Acknowledgement

 

We would like to thank Dr. Feizollh Akbari and Mr. Nozar Nakhaei as well as FP, health personnel in Kerman and participants to this study.

 

Conflicts of Interest

 

There is no conflict of interests.

 

GMJ

©2013 Galen Medical Journal

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Correspondence to:

Department of Health Economics and Management, 4th Floor, New Building, School of Public Health, Tehran University of Medical Sciences, Tehran, Iran

Tel (Fax): (+98) 2142933055

Email Address: siavashiel@gmail.com

 

GMJ.2015;4(2):96-102

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Table 1. Personal Characteristics of Service Recipients

Variable

Number (%)

Sex

 

Female

263(71.1)

Male

107(18.9)

Education

 

Illiterate

73(19.7)

Elementary school

101(27.3)

High school

97(26.2)

Diploma and under diploma

81(21.9)

Upper diploma and above

17(4.6)

Unspecified

1(0.3)

Job

 

Employee

13(3.3)

Worker

16(4.3)

Student

3(0.8)

Self-employed

63(17.0)

Housewife

236(63.8)

Farmer

28(7.6)

Other

12(3.2)

Does it matter to visit a same sex doctor?

 

Yes, it matters.

202(54.6)

No, it does not matter.

159(43.0)

Unspecified

9(2.4)

How to get the service out of office hours?

 

Wait till doctors begin working

hours

107(28.9)

Use “on call” physician ser-

vices in urgent cases

84(22.7)

Refer to a traditional clinic

17(4.6)

Go to city

154(41.6)

Other

2(0.5)

Unspecified

6(1.6)

Table 2. Results of Friedman test for service recipient’s satisfaction.

Component

Mean ± SD

Friedman rank

Patient satisfaction with physician care

7.25 ± 0.947

3.98

Patient reverence by physician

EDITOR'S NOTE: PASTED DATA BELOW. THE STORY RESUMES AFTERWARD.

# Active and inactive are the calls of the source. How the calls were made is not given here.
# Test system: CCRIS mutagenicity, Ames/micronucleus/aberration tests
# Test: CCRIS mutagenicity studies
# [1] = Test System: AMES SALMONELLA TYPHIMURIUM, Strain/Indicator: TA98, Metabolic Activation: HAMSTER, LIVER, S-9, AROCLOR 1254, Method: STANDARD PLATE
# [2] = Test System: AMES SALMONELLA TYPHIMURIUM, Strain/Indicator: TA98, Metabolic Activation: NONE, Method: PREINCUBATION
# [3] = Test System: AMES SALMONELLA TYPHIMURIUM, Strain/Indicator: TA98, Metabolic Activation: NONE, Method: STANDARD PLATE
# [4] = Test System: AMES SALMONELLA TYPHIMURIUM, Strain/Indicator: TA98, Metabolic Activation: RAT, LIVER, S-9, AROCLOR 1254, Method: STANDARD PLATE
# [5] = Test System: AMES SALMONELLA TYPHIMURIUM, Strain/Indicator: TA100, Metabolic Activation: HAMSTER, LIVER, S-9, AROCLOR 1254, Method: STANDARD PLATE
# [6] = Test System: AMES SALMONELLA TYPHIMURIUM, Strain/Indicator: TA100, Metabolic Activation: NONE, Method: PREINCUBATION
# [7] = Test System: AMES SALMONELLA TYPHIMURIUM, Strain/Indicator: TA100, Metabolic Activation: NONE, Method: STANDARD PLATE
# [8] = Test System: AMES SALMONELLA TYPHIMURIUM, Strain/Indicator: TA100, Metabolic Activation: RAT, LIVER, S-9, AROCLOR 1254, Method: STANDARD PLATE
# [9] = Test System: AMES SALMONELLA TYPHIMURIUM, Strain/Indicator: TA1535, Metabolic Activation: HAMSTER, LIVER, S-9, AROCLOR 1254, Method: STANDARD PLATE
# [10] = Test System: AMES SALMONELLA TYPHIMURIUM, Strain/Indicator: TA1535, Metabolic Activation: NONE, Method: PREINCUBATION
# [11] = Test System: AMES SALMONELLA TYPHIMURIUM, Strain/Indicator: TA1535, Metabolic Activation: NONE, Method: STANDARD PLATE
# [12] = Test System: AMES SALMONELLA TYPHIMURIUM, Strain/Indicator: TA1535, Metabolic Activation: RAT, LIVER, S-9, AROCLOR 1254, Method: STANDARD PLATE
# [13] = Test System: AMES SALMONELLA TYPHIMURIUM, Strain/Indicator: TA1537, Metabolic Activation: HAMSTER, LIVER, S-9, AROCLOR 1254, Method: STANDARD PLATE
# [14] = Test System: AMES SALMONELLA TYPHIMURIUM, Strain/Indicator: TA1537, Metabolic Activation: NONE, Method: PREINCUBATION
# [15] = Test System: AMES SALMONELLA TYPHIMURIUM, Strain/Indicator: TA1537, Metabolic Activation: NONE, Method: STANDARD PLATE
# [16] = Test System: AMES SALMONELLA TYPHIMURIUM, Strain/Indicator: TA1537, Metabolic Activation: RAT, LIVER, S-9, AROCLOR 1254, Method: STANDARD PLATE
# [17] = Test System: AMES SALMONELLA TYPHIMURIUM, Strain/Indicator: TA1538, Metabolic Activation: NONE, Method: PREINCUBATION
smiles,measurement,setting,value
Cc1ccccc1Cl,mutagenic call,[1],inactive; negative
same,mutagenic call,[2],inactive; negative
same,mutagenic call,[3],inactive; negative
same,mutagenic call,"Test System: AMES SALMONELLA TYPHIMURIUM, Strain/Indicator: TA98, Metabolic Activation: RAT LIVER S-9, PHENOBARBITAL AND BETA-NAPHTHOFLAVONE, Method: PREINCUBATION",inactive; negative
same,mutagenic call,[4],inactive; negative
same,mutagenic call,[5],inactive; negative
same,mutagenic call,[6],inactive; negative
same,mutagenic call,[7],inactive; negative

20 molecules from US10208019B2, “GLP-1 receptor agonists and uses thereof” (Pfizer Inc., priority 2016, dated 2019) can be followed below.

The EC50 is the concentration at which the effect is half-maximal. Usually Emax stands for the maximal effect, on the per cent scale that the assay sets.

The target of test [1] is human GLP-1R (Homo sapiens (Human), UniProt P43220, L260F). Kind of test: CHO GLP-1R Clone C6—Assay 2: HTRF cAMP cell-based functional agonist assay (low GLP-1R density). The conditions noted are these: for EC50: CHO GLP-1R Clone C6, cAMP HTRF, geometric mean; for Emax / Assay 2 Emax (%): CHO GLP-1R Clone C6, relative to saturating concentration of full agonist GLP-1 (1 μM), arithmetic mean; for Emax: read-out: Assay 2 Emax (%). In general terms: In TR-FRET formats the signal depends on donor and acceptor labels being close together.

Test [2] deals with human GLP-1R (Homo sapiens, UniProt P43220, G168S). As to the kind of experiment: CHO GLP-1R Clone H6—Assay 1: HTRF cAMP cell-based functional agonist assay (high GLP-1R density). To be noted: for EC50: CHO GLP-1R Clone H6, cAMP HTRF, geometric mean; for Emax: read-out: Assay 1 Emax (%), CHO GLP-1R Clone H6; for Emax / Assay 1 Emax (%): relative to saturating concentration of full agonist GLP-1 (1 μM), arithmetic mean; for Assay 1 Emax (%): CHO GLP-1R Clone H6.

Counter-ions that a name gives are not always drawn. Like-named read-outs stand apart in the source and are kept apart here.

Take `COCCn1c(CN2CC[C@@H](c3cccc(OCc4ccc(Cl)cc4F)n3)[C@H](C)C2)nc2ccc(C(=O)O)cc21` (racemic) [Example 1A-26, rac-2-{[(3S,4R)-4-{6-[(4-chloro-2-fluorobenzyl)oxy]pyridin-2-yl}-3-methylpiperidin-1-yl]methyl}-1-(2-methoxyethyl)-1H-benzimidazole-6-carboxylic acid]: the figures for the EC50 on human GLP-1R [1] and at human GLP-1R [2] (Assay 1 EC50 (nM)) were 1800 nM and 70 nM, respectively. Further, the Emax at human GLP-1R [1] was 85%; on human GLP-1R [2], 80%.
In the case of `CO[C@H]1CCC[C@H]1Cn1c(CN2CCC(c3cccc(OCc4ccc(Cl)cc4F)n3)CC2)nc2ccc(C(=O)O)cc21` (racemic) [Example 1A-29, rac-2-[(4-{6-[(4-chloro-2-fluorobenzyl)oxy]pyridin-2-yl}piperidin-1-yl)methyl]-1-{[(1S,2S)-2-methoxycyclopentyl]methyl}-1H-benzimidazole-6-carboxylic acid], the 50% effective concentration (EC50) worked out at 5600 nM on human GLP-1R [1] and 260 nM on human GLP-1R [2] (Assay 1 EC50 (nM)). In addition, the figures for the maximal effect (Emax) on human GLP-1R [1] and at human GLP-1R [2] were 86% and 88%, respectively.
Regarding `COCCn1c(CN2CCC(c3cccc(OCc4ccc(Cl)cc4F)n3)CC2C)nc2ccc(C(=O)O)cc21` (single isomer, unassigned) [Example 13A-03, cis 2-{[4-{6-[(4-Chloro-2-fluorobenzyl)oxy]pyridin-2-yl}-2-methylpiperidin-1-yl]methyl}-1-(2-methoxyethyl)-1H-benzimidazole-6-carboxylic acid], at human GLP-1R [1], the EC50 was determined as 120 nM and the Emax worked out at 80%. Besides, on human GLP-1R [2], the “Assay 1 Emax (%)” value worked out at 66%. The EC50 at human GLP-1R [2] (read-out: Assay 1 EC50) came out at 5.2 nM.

6.68 ± 0.945

3.84

Access to services

6.03 ± 1.078

3.63

Trust

5.95 ± 0.924

3.62

Health practices and outcomes

5.49 ± 0.905

3.50

Cost of services

5.46 ± 1.247

3.42

Waiting time

5.12 ± 0.90

3.39

Safety and well-being

5.20 ± 1.01

3.37

Availability of services

4.20 ± 1.156

2.99

Paramedical services

3.61 ± 1.048

2.83

Table 3. Personal Characteristics of Family Physicians

Variable

Number (%)

Sex

 

Female

11(57.9)

Male

8(42.1)

Age

 

< 30

4(21.2)

31 - 40

12(63.2)

> 40

3(15.8)

Marital Status

 

Single

3(15.8)

Married

16(84.25)

work place

 

Village

13(68.4)

City

2(10.5)

Cities with fewer than 20 thousands

4(21.1)

Type of employment contracts

 

Contracted

16(84.2)

Service commitment

1(5.3)

Unspecified

2(10.5)

Work experience as a physician (in year)

 

1-5

7(36.8)

5-10

8(1.42)

Above 10

3(21.1)

Referring to a specialist

 

Governmental

17(89.5)

Private

8(1.42)

Unspecified

18(94.7)

Collaboration with specialists

 

Governmental

11(57.9)

Private

5(26.3)

Unspecified

3(15.8)

Table 4. Results of Friedman test on family physician’s satisfaction

Component

Mean ± SD

Friedman Rank

Satisfaction with staff performance

9.10 ± 0.696

3.80

Satisfaction with medication provision

8.30 ± 0.688

3.50

Satisfaction with clients

7.32 ± 0.834

3.20

Satisfaction with colleagues performance

7.05 ± 0.745

3.15

Inter-sectoral collaboration (harmony)

6.10 ± 0.745

2.85

Satisfaction with facilities

5.85 ± 0.834

2.80

Transparency of rules and guidelines

4.55 ± 0.761

2.50

Satisfaction with specialists after referral

5.12 ± 1.10

2.50

Job satisfaction

4.32 ± 0.681

2.40

Familiarity with political and administrative authorities

4.15 ± 0.910

2.25

Satisfaction with payment system

4.12 ± 1.04

2.15